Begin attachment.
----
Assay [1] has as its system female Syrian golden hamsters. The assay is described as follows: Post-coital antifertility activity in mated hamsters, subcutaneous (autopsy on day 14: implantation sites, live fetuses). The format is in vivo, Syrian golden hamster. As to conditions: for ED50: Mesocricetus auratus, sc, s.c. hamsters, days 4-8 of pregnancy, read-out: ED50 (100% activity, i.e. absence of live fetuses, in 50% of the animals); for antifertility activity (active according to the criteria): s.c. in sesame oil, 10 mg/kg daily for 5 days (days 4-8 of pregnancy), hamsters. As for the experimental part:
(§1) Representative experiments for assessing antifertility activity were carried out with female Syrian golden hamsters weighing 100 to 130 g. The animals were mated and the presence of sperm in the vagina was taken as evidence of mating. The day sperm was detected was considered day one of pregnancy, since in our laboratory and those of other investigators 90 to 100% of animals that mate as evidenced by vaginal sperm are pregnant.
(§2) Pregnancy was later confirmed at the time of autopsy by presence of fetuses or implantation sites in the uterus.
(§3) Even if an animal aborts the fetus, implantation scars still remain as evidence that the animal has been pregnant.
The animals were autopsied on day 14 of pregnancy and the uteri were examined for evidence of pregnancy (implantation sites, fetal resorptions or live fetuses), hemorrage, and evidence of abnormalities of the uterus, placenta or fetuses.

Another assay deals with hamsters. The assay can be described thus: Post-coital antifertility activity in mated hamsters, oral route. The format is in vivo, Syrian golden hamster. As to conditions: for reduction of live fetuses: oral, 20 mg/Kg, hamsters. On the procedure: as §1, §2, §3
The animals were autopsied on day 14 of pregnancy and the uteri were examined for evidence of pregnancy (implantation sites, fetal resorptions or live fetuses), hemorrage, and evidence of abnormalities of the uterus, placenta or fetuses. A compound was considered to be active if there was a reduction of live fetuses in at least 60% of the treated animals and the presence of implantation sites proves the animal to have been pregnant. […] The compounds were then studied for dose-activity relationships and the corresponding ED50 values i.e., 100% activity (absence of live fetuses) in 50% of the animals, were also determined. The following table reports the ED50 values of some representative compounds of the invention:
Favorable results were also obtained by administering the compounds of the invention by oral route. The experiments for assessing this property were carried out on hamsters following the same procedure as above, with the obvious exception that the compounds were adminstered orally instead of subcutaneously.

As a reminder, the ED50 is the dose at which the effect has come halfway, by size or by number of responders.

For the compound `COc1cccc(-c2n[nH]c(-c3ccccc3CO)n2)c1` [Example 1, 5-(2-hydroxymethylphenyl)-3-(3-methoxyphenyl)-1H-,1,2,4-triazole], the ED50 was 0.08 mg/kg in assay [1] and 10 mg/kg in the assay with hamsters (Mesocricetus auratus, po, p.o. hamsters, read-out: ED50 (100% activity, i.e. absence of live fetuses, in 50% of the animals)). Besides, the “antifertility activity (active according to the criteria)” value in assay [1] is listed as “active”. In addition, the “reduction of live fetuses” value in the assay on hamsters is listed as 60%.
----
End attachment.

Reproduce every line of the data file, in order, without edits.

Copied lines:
Assay [1] has as its system female Syrian golden hamsters. The assay is described as follows: Post-coital antifertility activity in mated hamsters, subcutaneous (autopsy on day 14: implantation sites, live fetuses). The format is in vivo, Syrian golden hamster. As to conditions: for ED50: Mesocricetus auratus, sc, s.c. hamsters, days 4-8 of pregnancy, read-out: ED50 (100% activity, i.e. absence of live fetuses, in 50% of the animals); for antifertility activity (active according to the criteria): s.c. in sesame oil, 10 mg/kg daily for 5 days (days 4-8 of pregnancy), hamsters. As for the experimental part:
(§1) Representative experiments for assessing antifertility activity were carried out with female Syrian golden hamsters weighing 100 to 130 g. The animals were mated and the presence of sperm in the vagina was taken as evidence of mating. The day sperm was detected was considered day one of pregnancy, since in our laboratory and those of other investigators 90 to 100% of animals that mate as evidenced by vaginal sperm are pregnant.
(§2) Pregnancy was later confirmed at the time of autopsy by presence of fetuses or implantation sites in the uterus.
(§3) Even if an animal aborts the fetus, implantation scars still remain as evidence that the animal has been pregnant.
The animals were autopsied on day 14 of pregnancy and the uteri were examined for evidence of pregnancy (implantation sites, fetal resorptions or live fetuses), hemorrage, and evidence of abnormalities of the uterus, placenta or fetuses.

Another assay deals with hamsters. The assay can be described thus: Post-coital antifertility activity in mated hamsters, oral route. The format is in vivo, Syrian golden hamster. As to conditions: for reduction of live fetuses: oral, 20 mg/Kg, hamsters. On the procedure: as §1, §2, §3
The animals were autopsied on day 14 of pregnancy and the uteri were examined for evidence of pregnancy (implantation sites, fetal resorptions or live fetuses), hemorrage, and evidence of abnormalities of the uterus, placenta or fetuses. A compound was considered to be active if there was a reduction of live fetuses in at least 60% of the treated animals and the presence of implantation sites proves the animal to have been pregnant. […] The compounds were then studied for dose-activity relationships and the corresponding ED50 values i.e., 100% activity (absence of live fetuses) in 50% of the animals, were also determined. The following table reports the ED50 values of some representative compounds of the invention:
Favorable results were also obtained by administering the compounds of the invention by oral route. The experiments for assessing this property were carried out on hamsters following the same procedure as above, with the obvious exception that the compounds were adminstered orally instead of subcutaneously.

As a reminder, the ED50 is the dose at which the effect has come halfway, by size or by number of responders.

For the compound `COc1cccc(-c2n[nH]c(-c3ccccc3CO)n2)c1` [Example 1, 5-(2-hydroxymethylphenyl)-3-(3-methoxyphenyl)-1H-,1,2,4-triazole], the ED50 was 0.08 mg/kg in assay [1] and 10 mg/kg in the assay with hamsters (Mesocricetus auratus, po, p.o. hamsters, read-out: ED50 (100% activity, i.e. absence of live fetuses, in 50% of the animals)). Besides, the “antifertility activity (active according to the criteria)” value in assay [1] is listed as “active”. In addition, the “reduction of live fetuses” value in the assay on hamsters is listed as 60%.